2. Name the magazine that brought the world of the Gauls to us way back in 1959.

3. In how many adventures have our heroes featured so far (including the new adventure released last week)?

4. Who are Astronomix and Vanilla?

5. Name the only two adventures not to have the name of Asterix in the title.

6. Which was the first album and which was the one the creators working on Goscinny passed away in 1977?

7. Name the translators who have done a fantastic job of bringing the adventures alive complete with ‘punny’ jokes to millions of English readers.

8. ‘Asterix and the Banquet’ gave us, depending on the translation, Ideefix, Kutta Bhaunkix or Snupix. How do we better know this integral character?

9. Why can’t Obelix have magic potion when the rest of the villagers can take it?

10. In the context of English versions of the books, what is so special about the plate on Page 35 of the first adventure?

11. Name all the three live-action films made on the adventures of our friends.

12. Over the last 50 years, many a memorable name has been part of the series. So in which book do we meet: (i): Ptenisnet, (ii): Anticlimax, (iii): Cassius Ceramix?

13. Our heroes have also made a visit to our country. In which adventure?

14. What can one visit at Plailly, about 35 km north of Paris, in the département of Oise?

15. Which was the first adventure to be written and drawn by Albert Uderzo alone?

Answers

Answers:

1. Rene Goscinny and Albert Uderzo
2. ‘Pilote’
3. Thirty four translated into 107 languages or dialects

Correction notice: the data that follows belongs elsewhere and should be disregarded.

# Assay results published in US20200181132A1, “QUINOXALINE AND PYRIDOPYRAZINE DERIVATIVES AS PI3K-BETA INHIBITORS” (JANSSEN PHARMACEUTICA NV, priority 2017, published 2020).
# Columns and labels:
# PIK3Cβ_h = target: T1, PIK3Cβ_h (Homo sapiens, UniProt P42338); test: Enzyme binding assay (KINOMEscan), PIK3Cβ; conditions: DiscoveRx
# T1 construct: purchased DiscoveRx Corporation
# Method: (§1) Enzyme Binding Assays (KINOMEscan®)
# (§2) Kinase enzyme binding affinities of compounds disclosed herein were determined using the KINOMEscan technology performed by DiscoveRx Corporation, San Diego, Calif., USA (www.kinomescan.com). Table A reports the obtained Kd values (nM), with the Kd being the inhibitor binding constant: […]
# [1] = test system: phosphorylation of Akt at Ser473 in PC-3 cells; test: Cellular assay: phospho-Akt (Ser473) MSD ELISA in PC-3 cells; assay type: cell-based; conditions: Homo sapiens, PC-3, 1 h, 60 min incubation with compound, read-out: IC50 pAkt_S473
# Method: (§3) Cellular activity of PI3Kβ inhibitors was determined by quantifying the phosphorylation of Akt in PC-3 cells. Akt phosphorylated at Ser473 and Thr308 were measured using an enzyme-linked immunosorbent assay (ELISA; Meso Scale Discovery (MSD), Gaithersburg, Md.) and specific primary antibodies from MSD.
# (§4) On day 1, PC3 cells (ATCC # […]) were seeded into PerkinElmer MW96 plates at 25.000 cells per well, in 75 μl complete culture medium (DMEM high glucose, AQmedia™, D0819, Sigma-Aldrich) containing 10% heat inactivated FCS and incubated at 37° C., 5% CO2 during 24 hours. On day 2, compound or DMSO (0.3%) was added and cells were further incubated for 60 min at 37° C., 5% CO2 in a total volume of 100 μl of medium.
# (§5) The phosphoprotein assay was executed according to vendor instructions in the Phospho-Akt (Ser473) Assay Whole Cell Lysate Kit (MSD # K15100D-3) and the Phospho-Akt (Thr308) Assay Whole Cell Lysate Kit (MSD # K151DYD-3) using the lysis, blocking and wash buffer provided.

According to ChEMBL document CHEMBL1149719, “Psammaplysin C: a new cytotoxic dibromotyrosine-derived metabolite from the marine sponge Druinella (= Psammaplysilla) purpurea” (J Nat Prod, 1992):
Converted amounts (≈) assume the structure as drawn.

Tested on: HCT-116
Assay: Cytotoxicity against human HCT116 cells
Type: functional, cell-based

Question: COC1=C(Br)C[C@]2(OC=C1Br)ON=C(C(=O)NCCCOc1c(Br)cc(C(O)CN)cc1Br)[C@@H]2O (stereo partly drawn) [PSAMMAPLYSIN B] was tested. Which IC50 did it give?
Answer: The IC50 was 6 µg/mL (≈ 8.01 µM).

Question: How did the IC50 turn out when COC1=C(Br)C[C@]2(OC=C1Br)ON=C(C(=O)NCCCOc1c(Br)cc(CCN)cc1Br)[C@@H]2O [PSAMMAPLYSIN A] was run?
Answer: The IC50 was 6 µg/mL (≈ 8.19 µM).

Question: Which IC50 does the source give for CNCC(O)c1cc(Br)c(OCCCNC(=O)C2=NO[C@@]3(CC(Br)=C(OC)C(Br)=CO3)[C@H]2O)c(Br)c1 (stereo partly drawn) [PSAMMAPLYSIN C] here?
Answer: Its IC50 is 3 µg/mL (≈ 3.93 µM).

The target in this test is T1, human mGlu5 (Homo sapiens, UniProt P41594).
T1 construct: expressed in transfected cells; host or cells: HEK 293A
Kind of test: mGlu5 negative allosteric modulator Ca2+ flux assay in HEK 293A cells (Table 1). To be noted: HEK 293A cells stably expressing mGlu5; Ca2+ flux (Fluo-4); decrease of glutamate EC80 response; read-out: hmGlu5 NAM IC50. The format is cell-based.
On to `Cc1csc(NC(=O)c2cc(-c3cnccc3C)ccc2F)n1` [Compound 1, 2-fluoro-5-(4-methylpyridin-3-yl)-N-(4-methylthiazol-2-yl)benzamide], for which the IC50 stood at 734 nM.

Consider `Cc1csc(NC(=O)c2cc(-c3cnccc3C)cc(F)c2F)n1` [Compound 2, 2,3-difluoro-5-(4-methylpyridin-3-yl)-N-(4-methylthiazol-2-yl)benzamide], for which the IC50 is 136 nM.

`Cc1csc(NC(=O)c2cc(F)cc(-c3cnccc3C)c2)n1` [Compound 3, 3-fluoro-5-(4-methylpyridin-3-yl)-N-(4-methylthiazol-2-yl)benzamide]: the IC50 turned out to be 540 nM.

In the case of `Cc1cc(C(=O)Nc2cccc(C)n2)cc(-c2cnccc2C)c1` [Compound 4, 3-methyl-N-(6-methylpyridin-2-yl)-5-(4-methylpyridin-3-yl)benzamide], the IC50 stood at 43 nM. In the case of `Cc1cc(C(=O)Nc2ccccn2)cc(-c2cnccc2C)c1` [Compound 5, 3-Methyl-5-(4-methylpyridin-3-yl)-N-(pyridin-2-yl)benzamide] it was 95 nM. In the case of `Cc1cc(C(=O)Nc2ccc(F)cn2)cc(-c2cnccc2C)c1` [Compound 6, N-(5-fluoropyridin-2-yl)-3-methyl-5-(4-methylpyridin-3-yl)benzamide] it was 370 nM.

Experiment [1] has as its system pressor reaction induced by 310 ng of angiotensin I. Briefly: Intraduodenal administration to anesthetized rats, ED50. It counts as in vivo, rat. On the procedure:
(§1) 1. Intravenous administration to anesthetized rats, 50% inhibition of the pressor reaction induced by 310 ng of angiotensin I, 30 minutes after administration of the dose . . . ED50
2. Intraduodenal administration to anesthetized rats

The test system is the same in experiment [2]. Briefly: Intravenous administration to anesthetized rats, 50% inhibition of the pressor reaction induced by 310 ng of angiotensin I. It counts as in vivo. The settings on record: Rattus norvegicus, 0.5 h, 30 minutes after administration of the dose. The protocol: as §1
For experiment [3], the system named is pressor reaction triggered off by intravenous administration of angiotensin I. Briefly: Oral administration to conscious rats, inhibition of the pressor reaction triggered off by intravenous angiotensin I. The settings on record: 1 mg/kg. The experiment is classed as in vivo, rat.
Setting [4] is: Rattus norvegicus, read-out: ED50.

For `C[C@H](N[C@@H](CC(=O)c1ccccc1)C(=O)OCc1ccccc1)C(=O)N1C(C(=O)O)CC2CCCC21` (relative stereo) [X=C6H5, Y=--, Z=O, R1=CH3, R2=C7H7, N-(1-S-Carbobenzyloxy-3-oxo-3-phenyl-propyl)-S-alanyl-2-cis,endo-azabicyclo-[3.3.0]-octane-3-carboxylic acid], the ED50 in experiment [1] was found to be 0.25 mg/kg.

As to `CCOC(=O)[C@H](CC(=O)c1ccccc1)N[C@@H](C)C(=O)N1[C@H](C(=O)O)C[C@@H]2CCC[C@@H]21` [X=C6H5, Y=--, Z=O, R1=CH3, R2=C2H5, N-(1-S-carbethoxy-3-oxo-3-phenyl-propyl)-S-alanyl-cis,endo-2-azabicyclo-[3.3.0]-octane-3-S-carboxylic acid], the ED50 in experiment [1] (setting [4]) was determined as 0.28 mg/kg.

4. The father of Asterix and mother of Obelix
5. ‘The Mansions of the Gods’ and ‘Obelix & Co’
6. ‘Asterix the Gaul’ and ‘Asterix in Belgium’
7. Anthea Bell and Derek Hockridge
8. Dogmatix
9. Because of falling into a cauldron of the potion as a kid
10. It was redrawn by Albert Uderzo’s brother Marcel in 1970 because the original was lost
11. ‘Asterix and Obelix take on Caesar’, ‘Asterix & Obelix: Mission Cleopatra’ and ‘Asterix at the Olympic Games’
12. (i): ‘Asterix the Gladiator’, (ii): ‘Asterix in Britain’, (iii): ‘Asterix and the Big Fight’
13. ‘Asterix and the Magic Carpet’
14. Parc Asterix
15. ‘Asterix and the Great Divide’

Courtesy: V V Ramanan, The Hindu

Filed under: Young World Quiz,

International School Library Day 2009

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New Indian Express, 26 October 2009

Filed under: Library in the News, ,

Archives

Infobreak

Infobreak

Real time News on Kendriya Vidyalayas on the web

Little Open Library (LOLib)

Tools for Every Teacher (TET)

KV Pattom in Media

FaB Best Performers 2017-’18

Meera Nair & Kalyani Santhosh

Face a Book Challenge

e-reading hub @ Your Library

Follow Us on Twitter

Learn anything freely with Khan Academy Library of Content

A free, world-class education for anyone, anywhere.

Interactive challenges, assessments, and videos, on any topic of your interest.

Child Line (1098)

CHILDLINE 1098 service is a 24 hour free emergency phone outreach service for children in need of care and protection.

CBSE Toll Free Tele/Online Helpline

Students can call 1800 11 8004 from any part of the country. The operators will answer general queries and also connect them to the counselors for psychological counseling. The helpline will be operational from 08 a.m to 10 p.m. On-line counseling on: counselling.cecbse@gmail.com

Population Stabilization in India Toll Free Helpline

Dial 1800-11-6555 for expert advice on reproductive, maternal and child health; adolescent and sexual health; and family planning.

S. L. FAISAL
Librarian
Kendriya Vidyalaya (Shift-I)
Pattom
Thiruvananthapuram-695 004
Kerala India

Mail: librarykvpattom at gmail.com